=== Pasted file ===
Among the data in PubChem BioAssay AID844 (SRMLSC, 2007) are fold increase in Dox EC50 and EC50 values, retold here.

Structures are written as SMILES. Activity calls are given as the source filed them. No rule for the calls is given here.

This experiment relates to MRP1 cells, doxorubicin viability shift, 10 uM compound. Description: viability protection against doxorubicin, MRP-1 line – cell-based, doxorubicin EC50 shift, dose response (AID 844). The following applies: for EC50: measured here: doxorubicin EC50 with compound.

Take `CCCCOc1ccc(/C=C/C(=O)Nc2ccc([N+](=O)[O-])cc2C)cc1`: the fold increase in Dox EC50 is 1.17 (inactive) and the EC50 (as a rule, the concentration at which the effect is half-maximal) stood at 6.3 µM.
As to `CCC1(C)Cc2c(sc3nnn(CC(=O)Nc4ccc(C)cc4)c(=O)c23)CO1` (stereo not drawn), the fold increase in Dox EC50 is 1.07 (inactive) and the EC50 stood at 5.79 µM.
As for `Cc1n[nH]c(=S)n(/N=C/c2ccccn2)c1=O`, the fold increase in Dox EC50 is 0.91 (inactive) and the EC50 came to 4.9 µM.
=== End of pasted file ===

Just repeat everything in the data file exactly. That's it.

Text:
Among the data in PubChem BioAssay AID844 (SRMLSC, 2007) are fold increase in Dox EC50 and EC50 values, retold here.

Structures are written as SMILES. Activity calls are given as the source filed them. No rule for the calls is given here.

This experiment relates to MRP1 cells, doxorubicin viability shift, 10 uM compound. Description: viability protection against doxorubicin, MRP-1 line – cell-based, doxorubicin EC50 shift, dose response (AID 844). The following applies: for EC50: measured here: doxorubicin EC50 with compound.

Take `CCCCOc1ccc(/C=C/C(=O)Nc2ccc([N+](=O)[O-])cc2C)cc1`: the fold increase in Dox EC50 is 1.17 (inactive) and the EC50 (as a rule, the concentration at which the effect is half-maximal) stood at 6.3 µM.
As to `CCC1(C)Cc2c(sc3nnn(CC(=O)Nc4ccc(C)cc4)c(=O)c23)CO1` (stereo not drawn), the fold increase in Dox EC50 is 1.07 (inactive) and the EC50 stood at 5.79 µM.
As for `Cc1n[nH]c(=S)n(/N=C/c2ccccn2)c1=O`, the fold increase in Dox EC50 is 0.91 (inactive) and the EC50 came to 4.9 µM.